Marketed as Drain-O, Open Wide, Glug, etc. Such products are very strong ‘base’ (as opposed to ‘acid’) or caustic soda. Marketed both retail and commercial to ‘clear clogs’ as powders, liquid or gels. Essentially, if the clog is not too far away from where the chemical is introduced into the drain, and it doesn’t have to go through lots of standing water to get to the clog in the drain, it can work very well on hair and soap scum. I use it on those (normally after snaking the drain mechanically), but it’s not very effective on other types of clogs. Extreme care should be used when applying this product; it can be very harmful to people and fixtures. Lye based products are best used and should mainly be used to maintain drains that accumulate hair and/or soap scum. 2 tablespoons down a bathroom sink, tub or shower drain each month can be very helpful in keeping the ‘P-traps’ clear of clogging.
Sulfuric Acid Based Products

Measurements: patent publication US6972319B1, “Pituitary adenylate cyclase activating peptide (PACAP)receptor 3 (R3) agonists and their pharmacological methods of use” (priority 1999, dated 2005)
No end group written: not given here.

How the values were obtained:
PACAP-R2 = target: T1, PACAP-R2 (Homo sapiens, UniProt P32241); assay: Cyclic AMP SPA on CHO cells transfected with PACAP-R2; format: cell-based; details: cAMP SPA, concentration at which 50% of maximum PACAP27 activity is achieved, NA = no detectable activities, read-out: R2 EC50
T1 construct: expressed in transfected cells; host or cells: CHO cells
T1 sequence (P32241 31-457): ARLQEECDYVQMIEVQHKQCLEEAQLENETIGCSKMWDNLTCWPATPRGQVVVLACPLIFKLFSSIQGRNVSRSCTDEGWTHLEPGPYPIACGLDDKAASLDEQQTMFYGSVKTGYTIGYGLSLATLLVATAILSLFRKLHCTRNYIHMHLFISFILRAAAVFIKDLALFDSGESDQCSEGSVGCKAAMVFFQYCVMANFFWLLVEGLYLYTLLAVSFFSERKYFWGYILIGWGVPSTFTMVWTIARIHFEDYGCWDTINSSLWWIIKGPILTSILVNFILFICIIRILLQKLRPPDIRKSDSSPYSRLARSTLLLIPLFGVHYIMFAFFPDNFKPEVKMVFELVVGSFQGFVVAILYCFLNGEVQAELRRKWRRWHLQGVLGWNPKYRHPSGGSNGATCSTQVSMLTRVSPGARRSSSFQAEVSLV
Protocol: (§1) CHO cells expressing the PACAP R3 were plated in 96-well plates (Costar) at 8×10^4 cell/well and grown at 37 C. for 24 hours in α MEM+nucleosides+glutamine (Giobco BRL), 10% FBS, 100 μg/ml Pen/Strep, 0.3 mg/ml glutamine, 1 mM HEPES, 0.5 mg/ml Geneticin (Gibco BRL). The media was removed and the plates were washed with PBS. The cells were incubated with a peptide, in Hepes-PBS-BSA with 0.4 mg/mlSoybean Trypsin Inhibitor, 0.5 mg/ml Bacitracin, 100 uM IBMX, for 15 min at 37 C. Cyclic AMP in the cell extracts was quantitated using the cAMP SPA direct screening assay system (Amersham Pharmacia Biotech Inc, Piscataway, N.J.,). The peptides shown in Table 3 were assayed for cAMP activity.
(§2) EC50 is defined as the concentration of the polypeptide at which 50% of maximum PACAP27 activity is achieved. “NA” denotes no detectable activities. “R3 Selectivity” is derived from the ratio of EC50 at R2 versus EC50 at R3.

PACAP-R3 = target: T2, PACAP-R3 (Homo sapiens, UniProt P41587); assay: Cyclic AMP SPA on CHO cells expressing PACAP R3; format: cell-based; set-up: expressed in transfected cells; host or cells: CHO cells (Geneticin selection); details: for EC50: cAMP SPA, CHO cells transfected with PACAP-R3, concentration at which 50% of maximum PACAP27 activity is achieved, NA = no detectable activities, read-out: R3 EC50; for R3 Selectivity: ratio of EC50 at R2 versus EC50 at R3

Marketed as Drain Snake, Liquid Snake, Clobber, etc. Any of the stronger, acid-based products that stink like sulfur are sulfuric acid based. Knowing that, you can imagine that these can work best on organic clogs like food and grease clogs, with the same limitations as the lye-based products on application. Be aware that the best you can usually hope for is that the acid will eventually run down the center of the pipe and burn a hole through the clog; not really clearing it or doing much of anything on the sidewalls. I don’t use or recommend these products; not even for maintaining drains. Extreme care should be used when applying this product; it can be very harmful to people and piping and fixtures. And, if a sulfuric acid based product is used on a clogged drain and it doesn’t work, it will then ruin any cable-type drain cleaning tools that are put into it, making the metal very brittle and weak in just a few days, and the next time the cable is used it usually breaks.